Following our five day stay on Prince Edward Island we headed west, crossing the 8 mile long Confederation Bridge into New Brunswick. During our route planning for this leg of the journey we noted that it was a shorter distance to cut through Maine, then back into Canada in Quebec, but a shorter time to take stay in Canada and go over the top of Maine. Considering the added ordeal of two border crossings for the former option, we opted for the latter.
I mentioned at the bottom of our last post that PEI marked the end of the affordable portion of our Canadian travels. This references the somewhat more expensive costs we experienced near Quebec City, but primarily reflects the big chunk of change we dropped on gas for the 1,360 mile trek to the US border in Sault Ste Marie. Along the way the importance or researching gas prices reemerged as an key part of the planning process. Though price per liter seemed relatively consistent in Nova Scotia and PEI, we saw a huge variation between the conveniently located places near Quebec City versus what we could find in certain parts of Ontario. In short: Gas Buddy allowed us to save 60 cents per gallon on one of our fill ups, and that with no added mileage!
Rosemarie’s new favorite store, but it’s only in Canada, sadly.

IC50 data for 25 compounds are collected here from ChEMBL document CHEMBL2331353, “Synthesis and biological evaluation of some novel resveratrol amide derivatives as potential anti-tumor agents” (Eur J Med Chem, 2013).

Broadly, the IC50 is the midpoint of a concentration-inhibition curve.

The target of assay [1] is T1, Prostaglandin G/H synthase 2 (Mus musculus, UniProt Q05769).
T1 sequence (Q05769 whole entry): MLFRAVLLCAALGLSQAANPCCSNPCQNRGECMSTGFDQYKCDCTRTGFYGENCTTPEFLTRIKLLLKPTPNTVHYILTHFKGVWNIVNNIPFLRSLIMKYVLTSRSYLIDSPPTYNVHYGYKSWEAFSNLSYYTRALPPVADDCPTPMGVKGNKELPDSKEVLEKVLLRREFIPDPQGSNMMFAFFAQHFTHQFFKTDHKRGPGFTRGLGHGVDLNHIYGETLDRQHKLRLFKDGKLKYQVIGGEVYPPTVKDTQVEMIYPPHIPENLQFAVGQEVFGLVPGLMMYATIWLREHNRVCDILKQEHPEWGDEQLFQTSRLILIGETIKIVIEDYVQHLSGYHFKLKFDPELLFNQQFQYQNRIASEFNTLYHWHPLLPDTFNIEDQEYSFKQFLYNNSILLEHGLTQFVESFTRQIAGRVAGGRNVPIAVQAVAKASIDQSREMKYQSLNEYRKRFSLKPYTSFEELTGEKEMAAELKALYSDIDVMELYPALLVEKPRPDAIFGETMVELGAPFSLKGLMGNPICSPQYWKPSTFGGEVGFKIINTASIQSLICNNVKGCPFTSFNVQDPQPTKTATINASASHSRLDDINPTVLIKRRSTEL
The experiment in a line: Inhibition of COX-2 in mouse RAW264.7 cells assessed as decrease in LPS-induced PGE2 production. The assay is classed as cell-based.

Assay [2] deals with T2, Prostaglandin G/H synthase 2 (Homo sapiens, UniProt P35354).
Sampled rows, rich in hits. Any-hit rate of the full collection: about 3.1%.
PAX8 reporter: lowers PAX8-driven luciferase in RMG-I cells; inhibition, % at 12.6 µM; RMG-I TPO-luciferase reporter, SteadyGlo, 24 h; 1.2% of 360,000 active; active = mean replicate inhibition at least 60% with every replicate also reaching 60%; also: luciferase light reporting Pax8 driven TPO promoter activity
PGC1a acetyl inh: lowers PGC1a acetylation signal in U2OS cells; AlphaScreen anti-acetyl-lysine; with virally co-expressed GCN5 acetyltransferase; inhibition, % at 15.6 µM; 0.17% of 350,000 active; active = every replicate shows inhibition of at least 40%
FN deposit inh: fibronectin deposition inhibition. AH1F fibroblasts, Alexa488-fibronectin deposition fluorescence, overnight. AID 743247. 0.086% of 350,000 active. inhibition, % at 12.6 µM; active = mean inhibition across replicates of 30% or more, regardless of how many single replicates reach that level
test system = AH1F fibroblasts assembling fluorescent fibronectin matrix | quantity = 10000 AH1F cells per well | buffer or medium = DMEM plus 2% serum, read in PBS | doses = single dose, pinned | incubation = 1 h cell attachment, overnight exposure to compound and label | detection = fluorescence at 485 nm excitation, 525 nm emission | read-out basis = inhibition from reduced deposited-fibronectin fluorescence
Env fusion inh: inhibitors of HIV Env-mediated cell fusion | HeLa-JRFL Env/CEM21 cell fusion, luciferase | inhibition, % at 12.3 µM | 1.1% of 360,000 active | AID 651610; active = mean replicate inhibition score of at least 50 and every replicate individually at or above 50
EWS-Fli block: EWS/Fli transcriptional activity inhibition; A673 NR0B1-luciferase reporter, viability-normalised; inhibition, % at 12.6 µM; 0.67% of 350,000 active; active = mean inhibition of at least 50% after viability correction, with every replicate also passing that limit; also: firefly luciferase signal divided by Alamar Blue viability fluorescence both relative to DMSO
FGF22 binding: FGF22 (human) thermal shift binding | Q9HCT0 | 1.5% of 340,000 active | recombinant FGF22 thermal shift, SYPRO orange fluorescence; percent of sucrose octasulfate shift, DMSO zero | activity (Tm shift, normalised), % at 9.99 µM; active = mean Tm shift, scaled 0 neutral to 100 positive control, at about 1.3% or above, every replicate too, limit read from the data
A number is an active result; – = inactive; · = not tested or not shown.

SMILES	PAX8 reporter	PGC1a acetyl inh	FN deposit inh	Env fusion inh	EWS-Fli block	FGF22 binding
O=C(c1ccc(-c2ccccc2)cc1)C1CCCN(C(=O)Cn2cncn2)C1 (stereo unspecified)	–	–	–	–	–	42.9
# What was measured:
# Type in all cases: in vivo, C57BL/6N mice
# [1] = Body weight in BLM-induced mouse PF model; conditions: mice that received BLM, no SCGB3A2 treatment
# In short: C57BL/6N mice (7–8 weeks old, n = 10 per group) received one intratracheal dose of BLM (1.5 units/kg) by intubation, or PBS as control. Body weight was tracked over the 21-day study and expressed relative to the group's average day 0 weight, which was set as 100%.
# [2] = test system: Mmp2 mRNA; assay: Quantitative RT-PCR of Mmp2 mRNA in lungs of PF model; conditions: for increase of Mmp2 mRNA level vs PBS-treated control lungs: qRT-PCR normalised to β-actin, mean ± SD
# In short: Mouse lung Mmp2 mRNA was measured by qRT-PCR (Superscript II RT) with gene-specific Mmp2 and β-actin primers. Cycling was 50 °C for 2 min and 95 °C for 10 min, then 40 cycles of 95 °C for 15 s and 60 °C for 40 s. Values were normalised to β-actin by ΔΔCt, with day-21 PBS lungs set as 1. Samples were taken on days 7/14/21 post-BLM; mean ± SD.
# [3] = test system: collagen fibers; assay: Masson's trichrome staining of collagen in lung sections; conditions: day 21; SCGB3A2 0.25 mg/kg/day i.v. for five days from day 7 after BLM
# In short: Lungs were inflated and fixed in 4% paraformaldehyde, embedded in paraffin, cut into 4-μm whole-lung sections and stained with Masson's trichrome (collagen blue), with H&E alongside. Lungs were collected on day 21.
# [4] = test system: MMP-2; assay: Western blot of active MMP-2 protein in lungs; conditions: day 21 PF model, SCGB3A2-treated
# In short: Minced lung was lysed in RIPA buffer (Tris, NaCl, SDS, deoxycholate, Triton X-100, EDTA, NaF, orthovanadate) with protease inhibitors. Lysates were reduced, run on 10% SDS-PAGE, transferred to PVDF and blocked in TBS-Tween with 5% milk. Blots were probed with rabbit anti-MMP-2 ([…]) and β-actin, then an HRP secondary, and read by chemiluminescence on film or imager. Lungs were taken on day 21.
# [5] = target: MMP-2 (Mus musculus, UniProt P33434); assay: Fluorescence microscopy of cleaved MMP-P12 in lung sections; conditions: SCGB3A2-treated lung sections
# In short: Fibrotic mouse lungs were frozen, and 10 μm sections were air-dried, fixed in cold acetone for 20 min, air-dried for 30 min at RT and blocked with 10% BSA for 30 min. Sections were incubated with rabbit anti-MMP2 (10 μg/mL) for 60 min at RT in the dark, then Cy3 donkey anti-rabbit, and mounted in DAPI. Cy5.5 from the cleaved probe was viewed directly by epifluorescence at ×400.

Now, before I get to our first stop, I have a question for you Canadians, particularly those from New Brunswick. You see, shortly after crossing into that province we spotted a buck naked man on the side of the Trans-Canada Highway. Yes, there was a car pulled over to the side, so I am assuming an urgent call of nature. But he was standing maybe 20 feet from the shoulder, in full view, facing the road, not merely with pants pulled down but with no pants or shirt at all, carrying on a conversation with someone in the car. OK, one either crazy or proud person, got it.
And then it happened again. A women this time, in the act of relieving herself, but having made no effort at privacy. Pants down, so far from her car that it offered no cover, and having intentionally avoided going behind nearby bushes. An older woman was holding a shirt up ostensibly to provide some privacy, but she was at least five feet away and thus doing nothing of value. The woman wasn’t even squatted down, but was, rather, in a very slight crouch, naked rear pointed towards the road, and if it is not clear, this means pointed up hill with all that gravity and fluid dynamics implies in such a situation. So the question: is this some Canadian thing? Public roadside nudity while urinating? Or did we just get “lucky?”
Anyhoo, our first stop after PEI was Mactaquac Provincial Park. A nice place on the St John River with large, grassy sites. It is a popular venue on weekends; we were limited to a two day, Wednesday-Thursday stay, so plan accordingly. We did little but relax and plan while we were there due to sporadic rain on day two, but it was a nice place in the “state park style” we prefer, and at $24.50 USD a night all in, was well priced. We even sold a couple of necklaces to some curious kids, one of which even haggled us down, which meant we had to honor the same rate to his friend.
Big grassy site at Mactaquac Provincial Park.